What would become known as Moshing began in the early 1980s in the punk scene. It’s a violent and aggressive form of dancing that can involve flailing, pushing, kicking, and hitting other dancers. Moshing has made headlines in the news when fans have died in these aggressive concerts. However, this aggressive dance also harbors social bonding, a code of ethics, and comradery that give life to concerts.
As moshing spreads to more genres such as rap and electronic dance music, it becomes increasingly important to understand its role and function in live performance. This paper uses neo-tribal theory to analyze site observations and in-depth interviews with moshers to understand how moshers turn the space in a venue into a place for creating meaning and belonging.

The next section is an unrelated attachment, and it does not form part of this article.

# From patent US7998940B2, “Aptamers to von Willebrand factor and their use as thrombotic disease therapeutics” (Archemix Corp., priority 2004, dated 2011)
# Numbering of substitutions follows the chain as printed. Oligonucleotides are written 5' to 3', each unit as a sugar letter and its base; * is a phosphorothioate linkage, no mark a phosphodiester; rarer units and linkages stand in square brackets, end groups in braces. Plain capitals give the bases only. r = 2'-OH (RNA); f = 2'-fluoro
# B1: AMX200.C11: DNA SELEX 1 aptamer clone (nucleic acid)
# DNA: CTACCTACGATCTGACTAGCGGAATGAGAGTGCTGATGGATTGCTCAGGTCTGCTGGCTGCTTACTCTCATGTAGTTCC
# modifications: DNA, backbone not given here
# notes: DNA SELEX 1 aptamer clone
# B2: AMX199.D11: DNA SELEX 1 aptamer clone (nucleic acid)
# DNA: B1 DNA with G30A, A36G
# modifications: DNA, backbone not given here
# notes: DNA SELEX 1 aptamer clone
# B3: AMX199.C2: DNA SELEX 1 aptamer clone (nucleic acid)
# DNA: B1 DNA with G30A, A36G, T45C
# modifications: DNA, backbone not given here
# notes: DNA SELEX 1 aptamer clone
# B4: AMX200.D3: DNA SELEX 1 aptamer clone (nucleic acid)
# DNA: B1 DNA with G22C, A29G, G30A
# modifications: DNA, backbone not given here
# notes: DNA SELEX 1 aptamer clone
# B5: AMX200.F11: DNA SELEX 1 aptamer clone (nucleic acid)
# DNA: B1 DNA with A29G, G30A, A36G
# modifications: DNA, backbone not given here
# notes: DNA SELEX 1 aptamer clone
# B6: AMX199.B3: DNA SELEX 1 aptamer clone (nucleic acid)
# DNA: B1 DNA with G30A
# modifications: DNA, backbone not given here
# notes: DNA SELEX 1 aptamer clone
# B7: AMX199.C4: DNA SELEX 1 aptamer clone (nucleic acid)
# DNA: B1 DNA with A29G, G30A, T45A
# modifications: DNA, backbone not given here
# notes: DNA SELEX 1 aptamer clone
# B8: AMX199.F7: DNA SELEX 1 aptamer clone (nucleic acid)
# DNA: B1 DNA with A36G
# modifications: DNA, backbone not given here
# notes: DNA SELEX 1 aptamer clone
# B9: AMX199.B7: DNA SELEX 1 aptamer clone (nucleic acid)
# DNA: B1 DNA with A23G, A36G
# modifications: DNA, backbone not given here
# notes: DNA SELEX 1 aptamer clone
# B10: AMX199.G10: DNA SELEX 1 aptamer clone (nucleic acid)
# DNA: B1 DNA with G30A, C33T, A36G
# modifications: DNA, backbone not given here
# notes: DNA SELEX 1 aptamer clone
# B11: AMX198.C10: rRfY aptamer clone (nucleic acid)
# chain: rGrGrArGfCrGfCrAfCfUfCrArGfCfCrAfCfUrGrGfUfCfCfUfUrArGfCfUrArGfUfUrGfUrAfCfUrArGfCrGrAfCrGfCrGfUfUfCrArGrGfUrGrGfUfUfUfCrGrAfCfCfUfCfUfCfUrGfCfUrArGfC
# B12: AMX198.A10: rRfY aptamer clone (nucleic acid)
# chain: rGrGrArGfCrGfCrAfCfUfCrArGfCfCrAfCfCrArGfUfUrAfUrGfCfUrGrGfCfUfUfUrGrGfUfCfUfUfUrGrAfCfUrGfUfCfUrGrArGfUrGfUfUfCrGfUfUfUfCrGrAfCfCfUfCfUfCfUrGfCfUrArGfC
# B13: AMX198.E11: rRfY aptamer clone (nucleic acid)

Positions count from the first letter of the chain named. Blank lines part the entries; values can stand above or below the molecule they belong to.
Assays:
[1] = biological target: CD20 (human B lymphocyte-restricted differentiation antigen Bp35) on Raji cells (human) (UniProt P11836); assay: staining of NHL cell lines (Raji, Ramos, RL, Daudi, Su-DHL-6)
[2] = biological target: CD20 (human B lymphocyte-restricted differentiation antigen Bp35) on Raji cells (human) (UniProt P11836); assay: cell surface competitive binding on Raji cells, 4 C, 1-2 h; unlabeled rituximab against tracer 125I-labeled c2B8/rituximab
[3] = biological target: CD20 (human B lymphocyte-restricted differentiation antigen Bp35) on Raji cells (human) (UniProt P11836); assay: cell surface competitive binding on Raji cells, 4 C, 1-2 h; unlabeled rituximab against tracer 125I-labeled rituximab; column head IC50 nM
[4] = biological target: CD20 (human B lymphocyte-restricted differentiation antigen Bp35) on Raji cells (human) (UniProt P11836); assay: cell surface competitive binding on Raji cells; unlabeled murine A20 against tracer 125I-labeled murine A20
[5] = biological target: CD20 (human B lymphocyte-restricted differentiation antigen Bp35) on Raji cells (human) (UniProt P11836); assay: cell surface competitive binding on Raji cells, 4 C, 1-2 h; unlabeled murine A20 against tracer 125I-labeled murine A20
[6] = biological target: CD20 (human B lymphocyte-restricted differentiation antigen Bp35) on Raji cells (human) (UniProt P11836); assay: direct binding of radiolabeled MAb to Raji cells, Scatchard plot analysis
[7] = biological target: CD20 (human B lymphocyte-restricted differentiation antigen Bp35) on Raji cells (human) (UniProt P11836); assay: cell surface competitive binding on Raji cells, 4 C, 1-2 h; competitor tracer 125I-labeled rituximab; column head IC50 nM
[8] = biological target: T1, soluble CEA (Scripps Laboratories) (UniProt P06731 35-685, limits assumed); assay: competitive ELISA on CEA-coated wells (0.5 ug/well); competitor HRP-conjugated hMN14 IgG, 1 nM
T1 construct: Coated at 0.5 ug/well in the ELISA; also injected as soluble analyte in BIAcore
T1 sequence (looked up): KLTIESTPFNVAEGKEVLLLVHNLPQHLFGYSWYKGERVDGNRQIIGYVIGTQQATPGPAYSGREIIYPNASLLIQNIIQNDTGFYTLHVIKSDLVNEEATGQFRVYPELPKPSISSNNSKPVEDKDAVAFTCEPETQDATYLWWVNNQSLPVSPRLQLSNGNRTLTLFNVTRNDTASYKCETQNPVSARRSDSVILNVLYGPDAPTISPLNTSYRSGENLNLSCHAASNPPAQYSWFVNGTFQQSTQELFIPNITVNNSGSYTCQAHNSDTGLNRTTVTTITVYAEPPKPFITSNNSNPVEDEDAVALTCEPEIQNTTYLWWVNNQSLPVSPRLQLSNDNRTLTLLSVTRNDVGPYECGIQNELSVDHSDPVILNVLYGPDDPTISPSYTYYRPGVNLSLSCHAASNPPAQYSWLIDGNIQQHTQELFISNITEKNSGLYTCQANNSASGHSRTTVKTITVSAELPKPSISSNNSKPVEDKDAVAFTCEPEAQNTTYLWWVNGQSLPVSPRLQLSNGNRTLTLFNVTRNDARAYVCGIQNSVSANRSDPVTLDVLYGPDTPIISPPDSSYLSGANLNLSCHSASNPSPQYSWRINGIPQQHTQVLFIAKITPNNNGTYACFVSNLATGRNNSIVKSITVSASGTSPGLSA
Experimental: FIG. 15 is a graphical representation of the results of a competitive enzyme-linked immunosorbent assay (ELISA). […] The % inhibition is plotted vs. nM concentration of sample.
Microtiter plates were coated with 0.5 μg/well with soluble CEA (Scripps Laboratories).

|Commitee:||Dollar, Cindy Brooks, Kauzlarich, David, Skotnicki, Tad|
|School:||The University of North Carolina at Greensboro|
|Department:||College of Arts & Sciences: Sociology|
|School Location:||United States -- North Carolina|
|Source:||MAI 81/7(E), Masters Abstracts International|
|Keywords:||Metal, Moshing, Mosh pit, Neo-tribal|
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